Vice-Province of Middle East

“I saw our well beloved Religious family with its various languages, its multiple works sown in all the countries, its different characteristics as just one soul under the same rule, in the same sacred bonds" (Rev. Mother Josepha).

 Name of the first six french sisters who arrived in Mosul in 1873:

Sr. Bernadine, Sr. Apollonius, Sr. Marie Saint Lô, Sr. Henri Marie, Sr. Ernestine et Sr. Saint Gélase.

The mission of the Presentation in Asia was developed in Mesopotamia, Armenia, and in Kurdistan extending to Van, not far from the snow-covered top of Mount Ararat as far as Bassora to the confines of the Persian Gulf. When the first missionaries of Mossoul were shaken by the Mediterranean gale, they could only ponder the tragic adventure of Blessed Jordan of Saxony, the successor of St. Dominic who was lost in a shipwreck during his voyage to the Holy Land. 

There like elsewhere, the adventurous spirit of charity of the Sisters without discouragement, gave life to the charism. Unfortunately, the war of 1914-1918 had extended its ravages on the mission in Asia. The mission of Mesopotamia (Irak) is distributed along the length of the Tigris to Mossoul and to Bagdad as well as Bassora on the Chath el Arab.

“To build and to demolish is always work”. In this way, the history of our presence in the Orient was made.


1. Mossoul

Mossoul is at the center of a region totally immersed in history. Situated on the ancient route of the Indies, it belonged to this portion of Mesopotamia, which is Nineveh. Arabs called El Djezireh, the isle on the Tigris; it is the bridgehead of ancient Since 1632, the French Religious were living in Mesopotamia and their scientific mission was not any better than their religious mission. In this country where superimposed civilizations attest to the fragility of earthly empires, Father Poidebard, thanks to his aerial exploration, was able to detect through the desert of Syria as far as the Tigris the strategic organization of ancient Rome. Sir Aurel Stern completed his work by flying over the northwest region of Iraq. For his part, Father Vincent Schiel expounded in his teaching at the Sorbonne the discoveries he had made in the area of Assyriology. We cannot forget also the role played in the post – war by Monsignor Berre, Apostolic Delegate :”While an imprudent negotiation made us lose Mossoul, it is this Dominican who kept Mossoul under French influence”.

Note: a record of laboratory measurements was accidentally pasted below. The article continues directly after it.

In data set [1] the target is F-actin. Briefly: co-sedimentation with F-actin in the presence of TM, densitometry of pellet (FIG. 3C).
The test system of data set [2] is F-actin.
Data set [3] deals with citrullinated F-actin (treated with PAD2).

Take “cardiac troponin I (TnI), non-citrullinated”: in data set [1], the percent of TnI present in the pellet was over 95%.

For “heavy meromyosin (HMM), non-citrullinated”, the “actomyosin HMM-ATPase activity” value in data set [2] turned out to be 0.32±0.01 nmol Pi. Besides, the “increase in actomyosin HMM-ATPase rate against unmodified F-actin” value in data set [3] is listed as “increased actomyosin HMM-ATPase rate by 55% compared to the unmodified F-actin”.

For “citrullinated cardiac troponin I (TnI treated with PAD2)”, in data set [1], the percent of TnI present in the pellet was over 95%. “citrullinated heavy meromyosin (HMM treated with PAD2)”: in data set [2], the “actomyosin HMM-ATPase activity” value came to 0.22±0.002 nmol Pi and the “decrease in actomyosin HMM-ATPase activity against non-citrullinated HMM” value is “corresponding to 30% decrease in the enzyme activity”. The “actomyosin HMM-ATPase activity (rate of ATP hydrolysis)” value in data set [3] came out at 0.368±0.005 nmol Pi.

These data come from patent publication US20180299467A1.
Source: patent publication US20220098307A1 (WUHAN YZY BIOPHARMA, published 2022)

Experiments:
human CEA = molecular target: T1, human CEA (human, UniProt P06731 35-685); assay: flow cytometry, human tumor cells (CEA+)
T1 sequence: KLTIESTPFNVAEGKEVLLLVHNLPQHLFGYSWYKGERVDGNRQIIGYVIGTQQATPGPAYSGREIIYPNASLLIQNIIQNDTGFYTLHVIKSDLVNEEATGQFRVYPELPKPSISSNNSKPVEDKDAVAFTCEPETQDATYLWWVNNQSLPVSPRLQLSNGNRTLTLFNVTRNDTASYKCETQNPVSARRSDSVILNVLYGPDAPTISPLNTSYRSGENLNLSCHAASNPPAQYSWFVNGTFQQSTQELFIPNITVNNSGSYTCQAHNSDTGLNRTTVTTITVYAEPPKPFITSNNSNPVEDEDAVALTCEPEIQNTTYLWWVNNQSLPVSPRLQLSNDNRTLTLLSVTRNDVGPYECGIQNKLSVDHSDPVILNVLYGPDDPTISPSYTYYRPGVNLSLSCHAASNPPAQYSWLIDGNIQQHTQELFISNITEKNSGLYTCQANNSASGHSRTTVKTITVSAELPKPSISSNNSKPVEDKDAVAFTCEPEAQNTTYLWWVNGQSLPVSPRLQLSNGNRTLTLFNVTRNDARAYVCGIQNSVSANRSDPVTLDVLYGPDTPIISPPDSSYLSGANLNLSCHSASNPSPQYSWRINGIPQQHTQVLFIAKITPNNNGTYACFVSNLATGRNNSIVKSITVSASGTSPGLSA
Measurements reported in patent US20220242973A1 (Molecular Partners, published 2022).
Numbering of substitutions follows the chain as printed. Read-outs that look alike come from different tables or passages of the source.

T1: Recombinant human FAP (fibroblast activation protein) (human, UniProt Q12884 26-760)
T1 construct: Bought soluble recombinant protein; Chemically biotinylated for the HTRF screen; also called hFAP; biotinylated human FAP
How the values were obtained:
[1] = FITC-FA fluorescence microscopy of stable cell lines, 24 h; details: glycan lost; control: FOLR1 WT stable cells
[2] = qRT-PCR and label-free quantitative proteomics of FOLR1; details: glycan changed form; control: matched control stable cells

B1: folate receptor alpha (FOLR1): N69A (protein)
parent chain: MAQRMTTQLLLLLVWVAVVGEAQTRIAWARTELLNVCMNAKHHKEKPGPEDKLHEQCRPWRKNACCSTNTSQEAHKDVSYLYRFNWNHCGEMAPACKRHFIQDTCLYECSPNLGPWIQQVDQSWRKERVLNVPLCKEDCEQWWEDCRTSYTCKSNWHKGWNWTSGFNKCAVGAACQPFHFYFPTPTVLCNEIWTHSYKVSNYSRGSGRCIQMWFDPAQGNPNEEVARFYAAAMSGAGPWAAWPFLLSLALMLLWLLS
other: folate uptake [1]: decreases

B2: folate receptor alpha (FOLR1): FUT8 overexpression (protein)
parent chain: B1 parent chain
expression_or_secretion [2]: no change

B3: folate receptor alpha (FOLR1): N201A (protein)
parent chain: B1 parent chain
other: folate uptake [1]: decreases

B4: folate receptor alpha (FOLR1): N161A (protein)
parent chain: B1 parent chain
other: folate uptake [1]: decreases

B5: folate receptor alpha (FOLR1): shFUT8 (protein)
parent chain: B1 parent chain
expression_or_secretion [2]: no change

The Dominican Fathers had been in Mossoul since 1750. They began their mission through humanitarian aid and spiritual services. They were desperately in need of help in their mission, particularly with the young, the poor, and the sick. They called us to help. Responding to the call of the Dominican Fathers, the first six Sisters of the Presentation under the direction of Mother Saint Gelas left Grande Breteche on September 15, 1873 after renewing their vows and having received the blessing of the Reverend Mere du Calvaire, Mother General. Having disembarked at Alep on the 30th, they left immediately in a wagon under the direction of Father Duval on October 17th. They crossed the Euphrates and reached Beridgite, a small Turkish town where the mission of the Dominican Fathers began.

On November 7th, after several hours of navigating in the Tigris, they arrived at the port of Mossoul where the Dominican Fathers, the Armenian bishops, the clergy of various rites, and the consul of France came to welcome them to bring them to the Latin chapel where all intoned The Deum. The mission of the Sisters had extended to the north of Iraq and to the south of Turkey first and then was headed to the south with the river of paradise, the Tigris.

On August 4, 1885, the first Iraqi Sister pronounced her vows. From then on, they went to live in a new world where they journeyed from surprise to surprise. The study of the Arabic language gave them many worries. They began by teaching manual work.

The printing shop established by Msgr. Amanton, the first Dominican Apostolic Delegate of Mesopotamia, published writings in various languages: Chaldean, Syrian, Turkish, and French.

The works of the Sisters of the Presentation were to collaborate with the Dominican Fathers: two classes, a preparatory school, an asylum, a course to teach manual skills and a dispensary, the foundation of a confraternity of the daughters of Mary, the Dominican tertiaries, the first elementary school for girls in the north of Iraq.


The war of 1914

It is August 6, 1914 when Mossoul was informed of the outbreak of the war. The Sisters did not stop their classes at the beginning, but the search through the houses started immediately among them. They searched everything- They broke through the walls to uncover all the hiding places; it is true that among the Dominican Fathers their own tombs were not respected.

In the middle of the retreat of the Sisters before the feast of Presentation, on November 20th, the Reverend Father Berre was interrupted in his preaching. The yard was full of policemen. On December 9th, the Sisters had to seek refuge at the Apostolic Delegation. On February 24, 1915, the order was given to the Sisters to leave the country – on foot or on horseback, with the exception of the native Sisters. The convoy consisted of: two Dominican Fathers and thirteen Sisters of the Presentation under the guard of four police agents.

In 1921, the original work was maintained by the tenacity of Sister Fidelia nevertheless persistent the asylum and two classes with a total of 50 children, a workshop of 30 students and the confraternity of the children of Mary with 25 followers. Finally, 24 orphan escapees from the massacre of the Turks having suffered from hunger, maltreatment and sick with an embittered condition remained together around Sister Fidelia.